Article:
An Open Forum with Dr. Rex Fuller. Recorded April 4 by WOU Digital Production Services.
MONMOUTH – Higher education is vital to a thriving economy and a citizenry capable of thoughtfully communicating with each other, but it needs to be accessible – and affordable.
“As we strive to create a more civil public discourse and more secure nation, humanities and social sciences are at the heart of the matter,” said Rex Fuller, the fourth finalist for Western Oregon University’s president. “A regional comprehensive university has to hold true to a liberal education, as well as those that are more focused.”
Fuller, 62, is an economist and professor of public administration, has served as provost and vice president for the division of academic affairs at Eastern Washington University in Cheney, Wash. He is the fourth of four presidential finalists to visit WOU’s campus for interviews, and student and public forums. Whoever is chosen will replace President Mark Weiss when he retires at the end of June.
Each candidate has been asked to answer, “What is the role of a midsized, public comprehensive university in a changing world?”
“The goal is to education Americans with the knowledge and understanding to thrive in a 21st century nation,” Fuller said. “The second goal is to create a society that is innovative, competitive and strong, based on instruction and creating new jobs.”
Federal and state governments have a history of supporting public education through programs such as student grants and the GI Bill, but have moved toward disinvesting in education.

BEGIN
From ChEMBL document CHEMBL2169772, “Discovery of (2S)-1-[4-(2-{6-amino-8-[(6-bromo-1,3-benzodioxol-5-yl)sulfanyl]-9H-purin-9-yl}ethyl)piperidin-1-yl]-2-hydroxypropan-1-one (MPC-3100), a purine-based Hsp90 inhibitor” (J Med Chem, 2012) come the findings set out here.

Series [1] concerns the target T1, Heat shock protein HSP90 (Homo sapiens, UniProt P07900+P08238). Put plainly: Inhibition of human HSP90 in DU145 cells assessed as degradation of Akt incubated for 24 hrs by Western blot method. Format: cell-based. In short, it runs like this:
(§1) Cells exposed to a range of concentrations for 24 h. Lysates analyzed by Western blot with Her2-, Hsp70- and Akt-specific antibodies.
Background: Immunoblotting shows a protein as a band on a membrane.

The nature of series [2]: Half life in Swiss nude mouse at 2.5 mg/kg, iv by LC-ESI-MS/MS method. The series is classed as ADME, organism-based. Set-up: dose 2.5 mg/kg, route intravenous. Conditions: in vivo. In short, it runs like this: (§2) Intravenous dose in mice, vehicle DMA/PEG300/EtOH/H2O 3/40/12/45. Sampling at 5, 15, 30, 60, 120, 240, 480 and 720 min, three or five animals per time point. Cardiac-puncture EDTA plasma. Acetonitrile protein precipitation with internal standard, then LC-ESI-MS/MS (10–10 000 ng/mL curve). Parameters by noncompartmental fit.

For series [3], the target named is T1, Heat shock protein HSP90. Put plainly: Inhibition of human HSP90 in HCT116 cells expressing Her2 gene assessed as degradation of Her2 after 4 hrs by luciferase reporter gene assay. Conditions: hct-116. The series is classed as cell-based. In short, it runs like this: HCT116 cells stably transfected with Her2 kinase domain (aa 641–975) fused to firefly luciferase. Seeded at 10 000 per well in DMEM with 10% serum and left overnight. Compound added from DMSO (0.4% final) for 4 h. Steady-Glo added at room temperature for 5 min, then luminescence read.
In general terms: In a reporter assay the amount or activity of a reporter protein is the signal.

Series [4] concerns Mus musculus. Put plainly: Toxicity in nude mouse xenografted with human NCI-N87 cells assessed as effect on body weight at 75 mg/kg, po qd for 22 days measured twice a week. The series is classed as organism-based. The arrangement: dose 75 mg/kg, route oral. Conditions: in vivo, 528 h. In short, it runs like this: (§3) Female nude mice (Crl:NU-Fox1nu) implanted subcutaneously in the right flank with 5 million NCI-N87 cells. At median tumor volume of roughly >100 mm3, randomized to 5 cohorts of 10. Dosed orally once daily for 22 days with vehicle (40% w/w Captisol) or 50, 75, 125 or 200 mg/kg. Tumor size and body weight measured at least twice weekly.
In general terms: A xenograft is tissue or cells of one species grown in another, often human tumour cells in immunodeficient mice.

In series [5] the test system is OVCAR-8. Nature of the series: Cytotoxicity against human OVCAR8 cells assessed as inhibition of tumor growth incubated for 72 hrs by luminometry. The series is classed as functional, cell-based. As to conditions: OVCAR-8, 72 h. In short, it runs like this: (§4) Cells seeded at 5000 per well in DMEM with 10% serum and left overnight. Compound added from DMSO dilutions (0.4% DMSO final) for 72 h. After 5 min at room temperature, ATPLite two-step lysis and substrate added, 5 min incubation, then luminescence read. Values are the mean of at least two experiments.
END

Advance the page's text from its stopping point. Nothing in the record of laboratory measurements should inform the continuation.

“We’re in a world where students are paying more of the bill,” Fuller said, pointing to tuition as the fiscal driver to support universities. “That’s a pattern we need to question and revisit.”
Particularly with ambitious goals like 40-40-20, people need affordable opportunities to attend universities.
Oregon’s 40-40-20 Goal aims to have 100 percent of Oregon’s citizens have at least a high school diploma or equivalent by 2025, with 40 percent holding a two-year degree or certification and 40 percent having a bachelor’s degree or higher.
One way to increase accessibility is through hybrid or online programs, but strictly online programs do not contribute to creating a whole person, Fuller said.
“An academic degree is more than an accumulation of credits,” he said. “It has to be more than that if it’s going to personally transform you. Online programs ignore all the other connections in a college experience.”
The personal experiences offered at Western makes it ideal for most students, Fuller noted.
“Education is a choice model,” he said. “Who we are and why this choice is right for many of our students and many of our parents. At Western, education is transformative and personal. Our role is bright and vibrant going forward.”
But it needs to be affordable, Fuller said.
“To simply go (to college) is not a success,” he said. “If it’s out of reach financially, it’s not a success either. Recognize that’s a challenge for many families. (Western) is an affirmative choice, not second best. It is best, and here’s why it’s best for you.”
If chosen to be WOU’s president, Fuller said he would be active in the community, and encourage faculty and students to be, also.
“WOU’s foundation can be a place where you can bring people together as well,” he said. “The university can be a place where you can have a think tank where you can develop that.”
If you attended the presentation, give feedback to Western Oregon here. The survey will be open until midnight Wednesday.
Fernando Delgado toured WOU April 1. Christopher Ames visited Thursday. Margaret Madden toured campus Monday. To see each candidate’s resume and cover letter, click here.
A decision is expected early next week. Check the April 15 Itemizer-Observer for details.
Polk County Itemizer-Observer
by Emily Mentzer